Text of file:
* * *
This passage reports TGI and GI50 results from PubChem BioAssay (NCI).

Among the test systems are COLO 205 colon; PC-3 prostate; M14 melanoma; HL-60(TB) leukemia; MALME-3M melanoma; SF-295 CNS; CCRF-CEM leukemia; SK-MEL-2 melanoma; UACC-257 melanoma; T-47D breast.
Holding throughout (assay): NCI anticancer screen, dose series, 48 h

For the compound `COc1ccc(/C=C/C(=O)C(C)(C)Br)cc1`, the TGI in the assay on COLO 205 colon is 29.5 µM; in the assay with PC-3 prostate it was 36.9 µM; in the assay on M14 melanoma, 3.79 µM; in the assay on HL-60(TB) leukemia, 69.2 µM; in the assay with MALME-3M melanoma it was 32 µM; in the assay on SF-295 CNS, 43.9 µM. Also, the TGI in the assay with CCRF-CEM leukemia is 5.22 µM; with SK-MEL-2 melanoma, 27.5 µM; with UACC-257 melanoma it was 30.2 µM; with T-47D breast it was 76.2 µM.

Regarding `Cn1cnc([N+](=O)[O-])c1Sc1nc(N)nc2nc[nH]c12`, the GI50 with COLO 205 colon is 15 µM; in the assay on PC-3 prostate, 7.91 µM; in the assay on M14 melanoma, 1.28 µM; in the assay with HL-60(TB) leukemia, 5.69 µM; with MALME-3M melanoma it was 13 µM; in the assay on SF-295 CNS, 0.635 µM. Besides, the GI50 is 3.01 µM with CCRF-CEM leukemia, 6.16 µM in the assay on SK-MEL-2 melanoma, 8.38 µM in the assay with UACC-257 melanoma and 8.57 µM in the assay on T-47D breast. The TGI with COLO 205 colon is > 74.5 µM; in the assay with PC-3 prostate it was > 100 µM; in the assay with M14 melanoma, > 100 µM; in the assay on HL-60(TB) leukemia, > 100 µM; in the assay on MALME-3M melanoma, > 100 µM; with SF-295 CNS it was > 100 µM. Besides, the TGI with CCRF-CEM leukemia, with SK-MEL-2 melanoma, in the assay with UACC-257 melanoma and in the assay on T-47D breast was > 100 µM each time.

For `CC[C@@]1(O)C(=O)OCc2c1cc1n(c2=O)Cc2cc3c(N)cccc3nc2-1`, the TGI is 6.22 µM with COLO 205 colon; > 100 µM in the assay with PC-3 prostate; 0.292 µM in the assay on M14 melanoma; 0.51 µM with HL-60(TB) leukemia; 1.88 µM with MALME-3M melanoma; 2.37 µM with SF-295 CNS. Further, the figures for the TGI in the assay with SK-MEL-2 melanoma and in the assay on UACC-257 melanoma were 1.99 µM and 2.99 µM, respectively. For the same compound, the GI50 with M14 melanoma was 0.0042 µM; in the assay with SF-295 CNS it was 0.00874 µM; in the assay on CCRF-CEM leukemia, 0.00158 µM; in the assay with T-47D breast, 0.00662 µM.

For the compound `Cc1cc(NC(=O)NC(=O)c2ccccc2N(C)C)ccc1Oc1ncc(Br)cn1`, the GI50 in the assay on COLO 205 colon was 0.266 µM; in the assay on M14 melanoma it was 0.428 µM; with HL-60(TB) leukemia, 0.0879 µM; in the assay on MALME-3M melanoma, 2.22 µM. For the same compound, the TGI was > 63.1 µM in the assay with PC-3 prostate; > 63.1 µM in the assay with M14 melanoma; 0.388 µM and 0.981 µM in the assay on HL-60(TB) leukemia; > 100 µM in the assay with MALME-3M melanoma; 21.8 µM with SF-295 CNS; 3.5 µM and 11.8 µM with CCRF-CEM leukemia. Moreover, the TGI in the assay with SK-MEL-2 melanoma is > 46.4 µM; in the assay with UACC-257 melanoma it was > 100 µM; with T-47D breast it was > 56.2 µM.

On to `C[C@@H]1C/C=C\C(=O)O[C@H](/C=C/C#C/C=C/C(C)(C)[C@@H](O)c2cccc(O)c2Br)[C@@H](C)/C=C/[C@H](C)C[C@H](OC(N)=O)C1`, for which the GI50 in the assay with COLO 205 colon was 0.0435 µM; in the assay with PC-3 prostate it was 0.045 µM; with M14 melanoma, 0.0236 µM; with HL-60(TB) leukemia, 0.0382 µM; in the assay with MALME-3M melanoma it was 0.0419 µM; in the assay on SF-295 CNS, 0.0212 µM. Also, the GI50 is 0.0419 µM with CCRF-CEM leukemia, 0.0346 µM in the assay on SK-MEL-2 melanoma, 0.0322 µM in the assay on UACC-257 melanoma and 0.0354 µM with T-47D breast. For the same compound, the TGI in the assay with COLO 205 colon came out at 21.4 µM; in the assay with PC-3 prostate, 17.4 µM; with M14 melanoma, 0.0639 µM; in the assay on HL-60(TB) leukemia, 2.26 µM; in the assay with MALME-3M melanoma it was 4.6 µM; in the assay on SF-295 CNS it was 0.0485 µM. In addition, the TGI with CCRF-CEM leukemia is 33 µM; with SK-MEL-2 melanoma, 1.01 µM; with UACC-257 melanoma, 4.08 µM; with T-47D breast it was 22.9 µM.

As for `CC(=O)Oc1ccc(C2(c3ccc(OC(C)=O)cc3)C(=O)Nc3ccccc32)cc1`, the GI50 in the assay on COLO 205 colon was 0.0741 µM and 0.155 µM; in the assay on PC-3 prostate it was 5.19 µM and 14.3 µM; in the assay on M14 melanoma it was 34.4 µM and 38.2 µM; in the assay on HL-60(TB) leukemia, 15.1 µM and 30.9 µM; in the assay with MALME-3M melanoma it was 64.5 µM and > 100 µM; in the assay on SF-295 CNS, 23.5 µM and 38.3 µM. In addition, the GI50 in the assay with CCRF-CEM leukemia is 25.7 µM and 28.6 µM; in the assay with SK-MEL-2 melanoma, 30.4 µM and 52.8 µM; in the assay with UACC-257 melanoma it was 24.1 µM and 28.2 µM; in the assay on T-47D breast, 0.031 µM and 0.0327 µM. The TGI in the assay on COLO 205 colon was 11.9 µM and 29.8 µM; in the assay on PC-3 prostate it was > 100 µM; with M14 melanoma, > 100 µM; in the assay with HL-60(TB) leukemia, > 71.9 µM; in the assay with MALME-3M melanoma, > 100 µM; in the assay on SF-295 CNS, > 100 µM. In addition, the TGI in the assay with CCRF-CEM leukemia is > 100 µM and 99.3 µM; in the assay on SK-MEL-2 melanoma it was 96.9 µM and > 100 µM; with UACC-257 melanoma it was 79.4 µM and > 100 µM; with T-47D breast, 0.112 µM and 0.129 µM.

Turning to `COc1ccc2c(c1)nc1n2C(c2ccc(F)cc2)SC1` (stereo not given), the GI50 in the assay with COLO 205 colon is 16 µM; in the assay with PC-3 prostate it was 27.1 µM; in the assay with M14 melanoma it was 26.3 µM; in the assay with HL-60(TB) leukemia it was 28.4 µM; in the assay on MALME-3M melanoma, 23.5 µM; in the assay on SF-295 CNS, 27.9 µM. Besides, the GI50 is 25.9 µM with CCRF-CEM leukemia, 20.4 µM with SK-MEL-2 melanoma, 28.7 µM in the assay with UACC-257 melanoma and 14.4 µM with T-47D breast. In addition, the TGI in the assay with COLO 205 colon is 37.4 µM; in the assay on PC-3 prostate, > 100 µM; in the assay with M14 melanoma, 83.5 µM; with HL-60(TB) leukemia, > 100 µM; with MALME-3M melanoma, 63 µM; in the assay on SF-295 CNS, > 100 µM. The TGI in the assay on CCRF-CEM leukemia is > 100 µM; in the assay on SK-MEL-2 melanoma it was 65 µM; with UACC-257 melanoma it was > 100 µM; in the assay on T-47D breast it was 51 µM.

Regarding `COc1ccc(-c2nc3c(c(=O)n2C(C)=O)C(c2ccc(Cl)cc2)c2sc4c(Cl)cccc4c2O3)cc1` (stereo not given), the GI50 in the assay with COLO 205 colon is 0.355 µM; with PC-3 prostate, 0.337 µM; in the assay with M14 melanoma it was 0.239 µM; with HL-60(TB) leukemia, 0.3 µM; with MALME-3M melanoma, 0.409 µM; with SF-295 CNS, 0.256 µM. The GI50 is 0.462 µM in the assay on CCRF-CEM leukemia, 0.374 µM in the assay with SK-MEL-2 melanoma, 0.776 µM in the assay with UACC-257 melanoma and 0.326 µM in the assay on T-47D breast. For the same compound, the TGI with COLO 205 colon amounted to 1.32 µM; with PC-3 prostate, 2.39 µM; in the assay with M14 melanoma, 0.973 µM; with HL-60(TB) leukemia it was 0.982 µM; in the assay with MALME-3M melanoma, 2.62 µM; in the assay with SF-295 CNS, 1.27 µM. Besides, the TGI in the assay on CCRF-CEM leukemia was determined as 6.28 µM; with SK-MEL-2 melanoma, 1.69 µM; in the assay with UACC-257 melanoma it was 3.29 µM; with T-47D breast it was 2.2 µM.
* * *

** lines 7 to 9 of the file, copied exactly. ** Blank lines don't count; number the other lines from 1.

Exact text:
For the compound `Cc1cc(NC(=O)NC(=O)c2ccccc2N(C)C)ccc1Oc1ncc(Br)cn1`, the GI50 in the assay on COLO 205 colon was 0.266 µM; in the assay on M14 melanoma it was 0.428 µM; with HL-60(TB) leukemia, 0.0879 µM; in the assay on MALME-3M melanoma, 2.22 µM. For the same compound, the TGI was > 63.1 µM in the assay with PC-3 prostate; > 63.1 µM in the assay with M14 melanoma; 0.388 µM and 0.981 µM in the assay on HL-60(TB) leukemia; > 100 µM in the assay with MALME-3M melanoma; 21.8 µM with SF-295 CNS; 3.5 µM and 11.8 µM with CCRF-CEM leukemia. Moreover, the TGI in the assay with SK-MEL-2 melanoma is > 46.4 µM; in the assay with UACC-257 melanoma it was > 100 µM; with T-47D breast it was > 56.2 µM.

On to `C[C@@H]1C/C=C\C(=O)O[C@H](/C=C/C#C/C=C/C(C)(C)[C@@H](O)c2cccc(O)c2Br)[C@@H](C)/C=C/[C@H](C)C[C@H](OC(N)=O)C1`, for which the GI50 in the assay with COLO 205 colon was 0.0435 µM; in the assay with PC-3 prostate it was 0.045 µM; with M14 melanoma, 0.0236 µM; with HL-60(TB) leukemia, 0.0382 µM; in the assay with MALME-3M melanoma it was 0.0419 µM; in the assay on SF-295 CNS, 0.0212 µM. Also, the GI50 is 0.0419 µM with CCRF-CEM leukemia, 0.0346 µM in the assay on SK-MEL-2 melanoma, 0.0322 µM in the assay on UACC-257 melanoma and 0.0354 µM with T-47D breast. For the same compound, the TGI in the assay with COLO 205 colon came out at 21.4 µM; in the assay with PC-3 prostate, 17.4 µM; with M14 melanoma, 0.0639 µM; in the assay on HL-60(TB) leukemia, 2.26 µM; in the assay with MALME-3M melanoma it was 4.6 µM; in the assay on SF-295 CNS it was 0.0485 µM. In addition, the TGI with CCRF-CEM leukemia is 33 µM; with SK-MEL-2 melanoma, 1.01 µM; with UACC-257 melanoma, 4.08 µM; with T-47D breast it was 22.9 µM.

As for `CC(=O)Oc1ccc(C2(c3ccc(OC(C)=O)cc3)C(=O)Nc3ccccc32)cc1`, the GI50 in the assay on COLO 205 colon was 0.0741 µM and 0.155 µM; in the assay on PC-3 prostate it was 5.19 µM and 14.3 µM; in the assay on M14 melanoma it was 34.4 µM and 38.2 µM; in the assay on HL-60(TB) leukemia, 15.1 µM and 30.9 µM; in the assay with MALME-3M melanoma it was 64.5 µM and > 100 µM; in the assay on SF-295 CNS, 23.5 µM and 38.3 µM. In addition, the GI50 in the assay with CCRF-CEM leukemia is 25.7 µM and 28.6 µM; in the assay with SK-MEL-2 melanoma, 30.4 µM and 52.8 µM; in the assay with UACC-257 melanoma it was 24.1 µM and 28.2 µM; in the assay on T-47D breast, 0.031 µM and 0.0327 µM. The TGI in the assay on COLO 205 colon was 11.9 µM and 29.8 µM; in the assay on PC-3 prostate it was > 100 µM; with M14 melanoma, > 100 µM; in the assay with HL-60(TB) leukemia, > 71.9 µM; in the assay with MALME-3M melanoma, > 100 µM; in the assay on SF-295 CNS, > 100 µM. In addition, the TGI in the assay with CCRF-CEM leukemia is > 100 µM and 99.3 µM; in the assay on SK-MEL-2 melanoma it was 96.9 µM and > 100 µM; with UACC-257 melanoma it was 79.4 µM and > 100 µM; with T-47D breast, 0.112 µM and 0.129 µM.